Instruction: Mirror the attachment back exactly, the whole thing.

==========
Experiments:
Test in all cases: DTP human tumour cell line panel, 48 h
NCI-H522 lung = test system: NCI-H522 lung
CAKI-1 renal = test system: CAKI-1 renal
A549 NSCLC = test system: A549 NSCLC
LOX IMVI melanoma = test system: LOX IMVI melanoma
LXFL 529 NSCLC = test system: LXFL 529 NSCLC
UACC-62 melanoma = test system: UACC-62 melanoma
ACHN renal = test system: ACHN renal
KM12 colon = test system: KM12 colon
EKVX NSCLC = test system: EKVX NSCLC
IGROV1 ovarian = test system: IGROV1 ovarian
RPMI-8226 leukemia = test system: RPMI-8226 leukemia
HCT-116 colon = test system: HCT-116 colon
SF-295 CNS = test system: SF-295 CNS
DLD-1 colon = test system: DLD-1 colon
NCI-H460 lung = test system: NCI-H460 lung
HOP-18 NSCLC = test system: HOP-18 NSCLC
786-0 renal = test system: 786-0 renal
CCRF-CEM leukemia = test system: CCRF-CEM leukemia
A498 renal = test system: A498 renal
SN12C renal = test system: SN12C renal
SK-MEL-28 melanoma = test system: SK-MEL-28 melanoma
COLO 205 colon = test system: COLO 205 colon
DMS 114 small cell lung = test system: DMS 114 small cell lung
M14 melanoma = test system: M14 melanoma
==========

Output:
Experiments:
Test in all cases: DTP human tumour cell line panel, 48 h
NCI-H522 lung = test system: NCI-H522 lung
CAKI-1 renal = test system: CAKI-1 renal
A549 NSCLC = test system: A549 NSCLC
LOX IMVI melanoma = test system: LOX IMVI melanoma
LXFL 529 NSCLC = test system: LXFL 529 NSCLC
UACC-62 melanoma = test system: UACC-62 melanoma
ACHN renal = test system: ACHN renal
KM12 colon = test system: KM12 colon
EKVX NSCLC = test system: EKVX NSCLC
IGROV1 ovarian = test system: IGROV1 ovarian
RPMI-8226 leukemia = test system: RPMI-8226 leukemia
HCT-116 colon = test system: HCT-116 colon
SF-295 CNS = test system: SF-295 CNS
DLD-1 colon = test system: DLD-1 colon
NCI-H460 lung = test system: NCI-H460 lung
HOP-18 NSCLC = test system: HOP-18 NSCLC
786-0 renal = test system: 786-0 renal
CCRF-CEM leukemia = test system: CCRF-CEM leukemia
A498 renal = test system: A498 renal
SN12C renal = test system: SN12C renal
SK-MEL-28 melanoma = test system: SK-MEL-28 melanoma
COLO 205 colon = test system: COLO 205 colon
DMS 114 small cell lung = test system: DMS 114 small cell lung
M14 melanoma = test system: M14 melanoma